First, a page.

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setoff

[ set-awf, -of ]
/ ˈsɛtˌɔf, -ˌɒf /
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noun
something that counterbalances or makes up for something else, as compensation for a loss.
Accounting. a counterbalancing debt or claim, especially one that cancels an amount a debtor owes.
Also called offset. Architecture.
  1. a reduction in the thickness of a wall.
  2. a flat or sloping projection on a wall, buttress, or the like, below a thinner part.
something used to enhance the effect of another thing by contrasting it, as an ornament.
Printing. offset (def. 7).
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Origin of setoff

First recorded in 1615–25; noun use of verb phrase set off
Dictionary.com Unabridged Based on the Random House Unabridged Dictionary, © Random House, Inc. 2021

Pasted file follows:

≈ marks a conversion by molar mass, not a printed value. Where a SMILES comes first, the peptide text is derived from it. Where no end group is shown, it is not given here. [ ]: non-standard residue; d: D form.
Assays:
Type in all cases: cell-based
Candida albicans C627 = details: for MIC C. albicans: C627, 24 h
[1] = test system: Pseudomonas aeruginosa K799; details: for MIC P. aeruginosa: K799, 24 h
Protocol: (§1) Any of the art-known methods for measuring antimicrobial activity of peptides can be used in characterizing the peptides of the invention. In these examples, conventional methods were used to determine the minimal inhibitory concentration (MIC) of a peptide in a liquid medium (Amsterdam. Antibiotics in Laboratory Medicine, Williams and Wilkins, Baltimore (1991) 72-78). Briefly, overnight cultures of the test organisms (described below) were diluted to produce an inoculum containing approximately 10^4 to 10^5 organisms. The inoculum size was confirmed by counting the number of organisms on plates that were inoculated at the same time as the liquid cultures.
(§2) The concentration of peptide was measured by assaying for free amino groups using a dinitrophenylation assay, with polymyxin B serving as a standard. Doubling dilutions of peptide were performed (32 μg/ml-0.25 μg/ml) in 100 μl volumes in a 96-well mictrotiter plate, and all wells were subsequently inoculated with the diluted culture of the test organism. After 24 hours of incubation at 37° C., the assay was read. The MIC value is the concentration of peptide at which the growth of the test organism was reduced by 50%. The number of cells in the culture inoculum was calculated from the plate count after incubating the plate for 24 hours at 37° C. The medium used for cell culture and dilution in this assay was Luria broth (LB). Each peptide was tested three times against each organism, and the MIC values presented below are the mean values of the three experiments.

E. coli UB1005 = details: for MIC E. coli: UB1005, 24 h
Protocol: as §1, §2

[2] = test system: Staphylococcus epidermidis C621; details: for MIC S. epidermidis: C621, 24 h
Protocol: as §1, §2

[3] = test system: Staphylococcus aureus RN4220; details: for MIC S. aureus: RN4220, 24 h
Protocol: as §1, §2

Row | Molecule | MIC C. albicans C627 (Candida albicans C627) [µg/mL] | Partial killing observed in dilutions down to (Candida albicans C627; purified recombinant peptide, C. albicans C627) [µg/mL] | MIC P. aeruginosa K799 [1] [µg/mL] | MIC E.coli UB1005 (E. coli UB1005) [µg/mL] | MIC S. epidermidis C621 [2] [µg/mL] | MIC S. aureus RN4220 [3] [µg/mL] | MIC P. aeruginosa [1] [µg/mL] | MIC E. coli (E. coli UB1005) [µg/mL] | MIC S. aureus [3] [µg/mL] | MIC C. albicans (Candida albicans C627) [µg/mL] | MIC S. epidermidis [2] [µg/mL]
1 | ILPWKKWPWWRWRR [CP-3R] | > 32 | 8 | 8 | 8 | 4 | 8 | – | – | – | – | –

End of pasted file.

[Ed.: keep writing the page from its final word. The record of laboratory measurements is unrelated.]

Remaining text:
British Dictionary definitions for setoff (1 of 2)

set off

verb (adverb)
noun setoff

British Dictionary definitions for setoff (2 of 2)

set-off

noun
printing a fault in which ink is transferred from a heavily inked or undried printed sheet to the sheet next to it in a pileAlso called (esp Brit): offset
Collins English Dictionary - Complete & Unabridged 2012 Digital Edition © William Collins Sons & Co. Ltd. 1979, 1986 © HarperCollins Publishers 1998, 2000, 2003, 2005, 2006, 2007, 2009, 2012

Other Idioms and Phrases with setoff

set off

1

Give rise to, cause to occur, as in The acid set off a chemical reaction. [Early 1600s]

2

Cause to explode, as in They set off a bomb. [Late 1800s]

3

Distinguish, show to be different, contrast with, as in That black coat sets him off from the others in the picture, or Italics set this sentence off from the rest of the text. [Late 1500s]

4

Enhance, make more attractive, as in That color sets off her blonde hair. [Early 1600s]

5

Begin a journey, leave, as in When do you set off for Europe? [Second half of 1700s]

The American Heritage® Idioms Dictionary Copyright © 2002, 2001, 1995 by Houghton Mifflin Harcourt Publishing Company. Published by Houghton Mifflin Harcourt Publishing Company.
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